Making The Write Start in 2016 Part 2 -First Notebook Entries

The first  notebook entry is most important…

It might be a letter to one’s self about what you intend to do as a writer. John, a fifth grader wrote the following poem as his initial entry.

It’s a Place

Why am I keeping this notebook?                                                                                                                          

Because it’s a place where I can keep track of my life                                                                                                                                                    
It’s a place where I can observe closely and where I can store little pieces of strength                                                                                                                
It’s a place where I can keep the elements of my life                                                                                

(Lightning, fire, ice, time and space)                                                                                                                      

And Writing (poetry, words, stories)                                                                

It’s a place where tales weave                                                                                                                                                      
All in all                                                                                                                                                                                                   
It’s a place for ME.

The first notebook entry might be prompted by an artifact or a significant piece of ephemera. Remember, you can set the tone and the expectation with the very first notebook entry.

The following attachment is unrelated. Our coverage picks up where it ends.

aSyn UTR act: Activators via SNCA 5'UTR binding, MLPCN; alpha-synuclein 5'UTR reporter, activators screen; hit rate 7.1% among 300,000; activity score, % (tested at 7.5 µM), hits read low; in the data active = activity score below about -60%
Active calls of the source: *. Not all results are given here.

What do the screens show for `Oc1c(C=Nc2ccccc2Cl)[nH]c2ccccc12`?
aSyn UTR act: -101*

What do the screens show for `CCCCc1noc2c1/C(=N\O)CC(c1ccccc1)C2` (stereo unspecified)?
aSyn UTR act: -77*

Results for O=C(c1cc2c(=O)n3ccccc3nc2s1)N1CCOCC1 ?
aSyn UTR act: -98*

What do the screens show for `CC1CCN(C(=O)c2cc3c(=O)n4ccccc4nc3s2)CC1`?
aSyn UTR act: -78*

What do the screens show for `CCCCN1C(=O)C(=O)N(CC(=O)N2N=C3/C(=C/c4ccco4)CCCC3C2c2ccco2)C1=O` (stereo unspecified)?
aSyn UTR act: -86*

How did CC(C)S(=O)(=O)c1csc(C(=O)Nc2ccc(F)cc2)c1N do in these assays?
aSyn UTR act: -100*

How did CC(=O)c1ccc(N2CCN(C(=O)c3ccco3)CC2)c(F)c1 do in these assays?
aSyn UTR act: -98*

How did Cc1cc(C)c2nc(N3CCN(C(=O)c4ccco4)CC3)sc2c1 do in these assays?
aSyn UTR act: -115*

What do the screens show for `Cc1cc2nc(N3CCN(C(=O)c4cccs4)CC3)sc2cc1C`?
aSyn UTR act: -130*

You could ask each student to collect a piece of ephemera, or a photograph to be on page one of their notebook and write from this place.  

Other possible starting points :

  • The story behind their first name or family name (significance, history).
  • Lists. They can provide the launching pad for a series of writing ideas.
  • Questions and wonderings.
  • Treasure Trove. Collect magazine pictures, words, headlines and have students select, connect, talk and write about one of the items they consider to be treasure.
  • Lifting a line from a text and use that line to launch a notebook entry. The line can be used anywhere within the writing piece, -beginning, middle, end.
  • Another way to begin your writer’s notebook might be with a statement of intent:

‘My writer’s notebook will be filled with my thinking. Really filled. I want my notebook to be brimming with collected thoughts and ideas. I will share my thinking in words and sometimes in sketches. I will share what is important to me, what I notice, what I hope for, what I hear, what I read and what I learn. All these things I will gather in my notebook. This is the place all my writing will begin, -stories, poems, reports and opinions. I will collect poems, stories, quotes, extracts and favourite words and phrases. I will post in photographs and pieces of ephemera to act as memory markers. I will fill my notebook with all those things that inspire me to write. Maps, drawing, words and images all together in this very special notebook. A notebook containing the treasure I never want to forget.’

There are many ways to begin. Writers make decisions. Choose a way that suits you and your students. Exposure to a range of possibilities will ensure every writer successfully leaves the launch pad in an exciting way. 


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